Akira Rabelais ~ Spellewauerynsherde
Akira Rabelais is a composer and developer of sonic software christened
with such exotic titles as Argeiphontes Lyre, Lobster Quadrille and Evisceration
Reanimation. The sum impression of such epithets raises the expectation
of something out of the ordinary and Rabelais’ latest composition
doesn't disappoint. Spellewauerynsherde is a hauntingly beautiful work,
made of a host of lost voices found and sympathetically treated. It’s
the third release on David Sylvian’s label, Samadhi Sound, whose website
provides ample details about its background. In fact for such an allusive
work, the notes may for once be said to provide a little too much detail
because the very mysteriousness of the enterprise is one of its great pleasures.
The music appears to be almost literally spun from a host of lamenting female
voices which form the emotional core and sole source material of the composition.
These voices are, the reader is informed, field recordings of traditional
Icelandic accapella lament songs made in the 1960s, discovered by Rabelais
on neglected reel-to-reel tapes. However, these voices are not presented
solely as Duchampian objets trouves as Rabelais combines them into musical
forms reminiscent of wreaths winding and unwinding in slow, endless motion.
Their sound immediately triggers associations with medieval plainsong, the chant of medieval Christian liturgies in Europe and the Middle East. The second impression is of the mourning songs of sirens stricken with conscience at the deaths of sailor victims. No matter how beautiful their echoing songs, it seems they’re unable to assuage their collective guilt.
Each of the seven tracks - which might better be called movements, so coherent is the album as a whole – is given an elliptical, verging on gnomic, title. For example, ‘1382 Wyclif Gen. ii. 7’ probably refers to John Wyclif, 1324-1384, a vocal critic of the corruption of the Catholic church in the 14th century, who was most notably responsible for the first complete version of both Old and New Testament in English. The date of the title was the year Wyclif’s writings were banned and he himself was excommunicated.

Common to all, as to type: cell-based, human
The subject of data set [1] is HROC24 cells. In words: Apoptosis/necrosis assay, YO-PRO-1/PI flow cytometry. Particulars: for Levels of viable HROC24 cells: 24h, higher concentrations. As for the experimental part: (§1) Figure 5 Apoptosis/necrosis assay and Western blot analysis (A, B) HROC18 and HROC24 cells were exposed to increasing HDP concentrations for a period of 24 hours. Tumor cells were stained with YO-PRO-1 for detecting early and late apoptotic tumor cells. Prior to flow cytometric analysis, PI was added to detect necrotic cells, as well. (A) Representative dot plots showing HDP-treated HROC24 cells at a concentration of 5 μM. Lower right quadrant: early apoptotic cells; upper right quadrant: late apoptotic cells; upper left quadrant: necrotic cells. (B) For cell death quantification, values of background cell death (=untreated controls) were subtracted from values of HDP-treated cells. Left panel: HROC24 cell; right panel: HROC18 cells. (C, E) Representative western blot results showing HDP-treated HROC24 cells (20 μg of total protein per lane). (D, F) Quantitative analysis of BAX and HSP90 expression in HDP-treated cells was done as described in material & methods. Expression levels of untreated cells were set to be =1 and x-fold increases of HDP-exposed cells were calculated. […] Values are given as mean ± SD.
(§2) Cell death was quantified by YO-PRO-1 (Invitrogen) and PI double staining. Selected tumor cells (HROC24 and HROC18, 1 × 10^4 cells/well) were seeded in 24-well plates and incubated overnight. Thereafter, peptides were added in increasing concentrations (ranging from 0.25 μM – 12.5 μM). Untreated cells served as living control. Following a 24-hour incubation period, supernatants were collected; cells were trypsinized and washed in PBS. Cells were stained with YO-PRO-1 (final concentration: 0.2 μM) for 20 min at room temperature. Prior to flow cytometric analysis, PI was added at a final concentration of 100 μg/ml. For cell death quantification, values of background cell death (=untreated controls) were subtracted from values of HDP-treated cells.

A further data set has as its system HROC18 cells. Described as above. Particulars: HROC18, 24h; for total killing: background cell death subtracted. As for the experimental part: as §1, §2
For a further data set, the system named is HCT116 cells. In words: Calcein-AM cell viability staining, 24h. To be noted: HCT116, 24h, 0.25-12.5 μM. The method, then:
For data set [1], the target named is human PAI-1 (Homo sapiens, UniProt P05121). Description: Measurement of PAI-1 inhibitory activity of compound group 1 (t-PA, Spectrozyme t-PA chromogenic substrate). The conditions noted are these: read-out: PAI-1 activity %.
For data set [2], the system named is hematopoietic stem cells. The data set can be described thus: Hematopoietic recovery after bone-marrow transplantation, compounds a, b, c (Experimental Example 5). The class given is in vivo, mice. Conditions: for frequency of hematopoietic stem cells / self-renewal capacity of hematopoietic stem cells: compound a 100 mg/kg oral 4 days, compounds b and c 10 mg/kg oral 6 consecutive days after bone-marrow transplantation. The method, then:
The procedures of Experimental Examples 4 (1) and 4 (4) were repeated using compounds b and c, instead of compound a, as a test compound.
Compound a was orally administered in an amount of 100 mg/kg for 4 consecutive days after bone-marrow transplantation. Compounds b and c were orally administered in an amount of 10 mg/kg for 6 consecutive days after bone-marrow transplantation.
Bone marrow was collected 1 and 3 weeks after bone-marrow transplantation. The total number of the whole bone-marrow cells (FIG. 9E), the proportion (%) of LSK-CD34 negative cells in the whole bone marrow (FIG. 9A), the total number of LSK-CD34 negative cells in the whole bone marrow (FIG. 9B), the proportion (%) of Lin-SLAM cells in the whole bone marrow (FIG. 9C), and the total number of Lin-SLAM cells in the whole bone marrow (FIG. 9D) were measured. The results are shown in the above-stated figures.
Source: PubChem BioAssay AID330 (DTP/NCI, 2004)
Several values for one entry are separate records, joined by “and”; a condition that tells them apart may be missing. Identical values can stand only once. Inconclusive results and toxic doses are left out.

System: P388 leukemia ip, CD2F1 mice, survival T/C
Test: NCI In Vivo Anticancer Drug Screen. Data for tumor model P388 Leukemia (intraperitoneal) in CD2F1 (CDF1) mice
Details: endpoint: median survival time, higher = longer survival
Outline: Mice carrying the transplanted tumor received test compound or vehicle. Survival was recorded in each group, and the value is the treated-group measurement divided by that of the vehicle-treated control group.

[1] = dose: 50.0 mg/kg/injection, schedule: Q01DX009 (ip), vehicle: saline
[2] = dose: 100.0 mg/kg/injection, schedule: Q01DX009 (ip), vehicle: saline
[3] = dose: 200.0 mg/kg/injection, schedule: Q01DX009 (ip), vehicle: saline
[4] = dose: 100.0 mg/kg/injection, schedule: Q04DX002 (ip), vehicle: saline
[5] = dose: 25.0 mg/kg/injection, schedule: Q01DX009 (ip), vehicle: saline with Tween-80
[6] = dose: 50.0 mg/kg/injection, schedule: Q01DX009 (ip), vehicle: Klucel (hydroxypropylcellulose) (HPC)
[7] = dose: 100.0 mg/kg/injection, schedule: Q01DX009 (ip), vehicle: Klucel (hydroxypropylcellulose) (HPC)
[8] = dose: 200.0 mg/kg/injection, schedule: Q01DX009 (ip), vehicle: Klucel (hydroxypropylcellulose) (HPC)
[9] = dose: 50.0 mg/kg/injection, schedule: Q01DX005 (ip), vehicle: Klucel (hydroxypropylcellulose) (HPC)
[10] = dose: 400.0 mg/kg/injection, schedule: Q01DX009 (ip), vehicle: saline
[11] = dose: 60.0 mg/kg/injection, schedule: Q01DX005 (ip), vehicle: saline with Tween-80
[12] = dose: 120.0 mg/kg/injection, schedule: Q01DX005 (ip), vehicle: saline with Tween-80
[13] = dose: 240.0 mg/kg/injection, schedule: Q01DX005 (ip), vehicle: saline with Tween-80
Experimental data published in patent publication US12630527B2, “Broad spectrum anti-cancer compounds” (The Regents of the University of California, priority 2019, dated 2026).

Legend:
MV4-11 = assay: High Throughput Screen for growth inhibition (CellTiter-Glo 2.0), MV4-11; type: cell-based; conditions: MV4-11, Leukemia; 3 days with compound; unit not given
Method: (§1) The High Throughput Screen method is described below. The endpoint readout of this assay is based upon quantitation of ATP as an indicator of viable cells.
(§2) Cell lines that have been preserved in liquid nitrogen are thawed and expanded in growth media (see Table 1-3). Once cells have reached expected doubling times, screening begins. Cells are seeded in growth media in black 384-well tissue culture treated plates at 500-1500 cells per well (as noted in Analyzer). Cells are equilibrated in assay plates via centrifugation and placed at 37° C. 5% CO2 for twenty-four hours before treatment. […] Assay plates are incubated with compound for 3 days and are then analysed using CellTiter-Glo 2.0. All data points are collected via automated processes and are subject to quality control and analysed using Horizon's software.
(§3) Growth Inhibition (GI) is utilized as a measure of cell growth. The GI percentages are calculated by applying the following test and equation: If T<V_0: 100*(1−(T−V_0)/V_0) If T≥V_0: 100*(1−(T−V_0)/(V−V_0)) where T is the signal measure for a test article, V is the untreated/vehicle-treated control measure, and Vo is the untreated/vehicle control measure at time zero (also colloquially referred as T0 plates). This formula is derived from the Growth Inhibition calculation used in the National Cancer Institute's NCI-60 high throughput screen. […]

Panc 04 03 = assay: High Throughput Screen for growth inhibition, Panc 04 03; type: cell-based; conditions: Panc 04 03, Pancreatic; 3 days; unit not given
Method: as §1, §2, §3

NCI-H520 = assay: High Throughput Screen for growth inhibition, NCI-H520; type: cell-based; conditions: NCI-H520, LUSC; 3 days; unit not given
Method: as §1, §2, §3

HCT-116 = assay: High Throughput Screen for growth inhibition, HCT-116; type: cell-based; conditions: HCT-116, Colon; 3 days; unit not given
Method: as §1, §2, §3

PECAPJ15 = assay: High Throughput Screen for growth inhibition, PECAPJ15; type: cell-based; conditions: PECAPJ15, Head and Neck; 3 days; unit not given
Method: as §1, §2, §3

The centrepiece of Spellewauerynsherde is the 21 minute ‘1483 Caxton Golden Leg. 208b/2’ which plunges the spirits of the singers into celestial depths, from whence they call to the listener as they’re recompiled and stretched by Rabelais’ alchemical software. The result might be the sound of aloneness or exquisite torture. Whatever the individual interpretation, it’s an exquisite experience of wraith-like etherealism with hints of the eternal. The process of attenuation causes the voices to become almost indistinguishable from the spectral murmuring of the wind. The title perhaps refers to William Caxton, the first printer in England. 1483 was the year in which he published the first English version of The Lives of the Saints. It’s succeeded by the 44 second ‘1559 W. Cunningham Cosmogr. Gl’ which is the least processed of the seven pieces: the singer’s voice is more immediate, its distinctness acting as a brief focal point rising momentarily above the sea of other voices.
What most isolates Spellewauerynsherde from its cohort is the evident intensity of Rabelais’ sympathy for the material and his ability to preserve the initial impulse, simplify its power and apply only a certain, defined change. In addition to the music itself, its composition from found voices and the allusive titling of each track, two additional elements proffer further skeins of assocation. The black and white cover photograph displays a Russian icon of the Virgin and Child mounted on oppressively patterned wallpaper above utilitarian furniture. Inside rich red and cream wallpaper is overlaid by digital noise. Apt metaphors for the musical processes within perhaps. Included too is a poem from Rabelais which begins:
"carefully questions unraveled in their answers upon polite observation, dipping and drawing..."A gathering of signs and feinting hints out of which to construe meaning, the listener motivated to do so because of the haunting, strange beauty of the music.